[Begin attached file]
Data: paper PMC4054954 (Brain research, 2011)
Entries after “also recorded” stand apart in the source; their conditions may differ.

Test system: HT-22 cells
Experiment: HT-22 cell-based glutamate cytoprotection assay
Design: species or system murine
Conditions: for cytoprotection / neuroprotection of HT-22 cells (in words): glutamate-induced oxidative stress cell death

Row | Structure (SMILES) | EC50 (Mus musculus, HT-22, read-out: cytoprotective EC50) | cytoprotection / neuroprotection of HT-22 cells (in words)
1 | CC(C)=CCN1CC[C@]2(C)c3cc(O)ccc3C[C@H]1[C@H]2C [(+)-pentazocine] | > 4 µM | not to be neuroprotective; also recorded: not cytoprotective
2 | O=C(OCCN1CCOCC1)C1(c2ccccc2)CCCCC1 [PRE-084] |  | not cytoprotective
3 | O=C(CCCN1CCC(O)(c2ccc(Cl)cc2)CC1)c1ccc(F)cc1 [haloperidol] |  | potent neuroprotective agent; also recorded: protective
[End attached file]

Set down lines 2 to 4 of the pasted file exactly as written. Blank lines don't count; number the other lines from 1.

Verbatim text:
Entries after “also recorded” stand apart in the source; their conditions may differ.

Test system: HT-22 cells
Experiment: HT-22 cell-based glutamate cytoprotection assay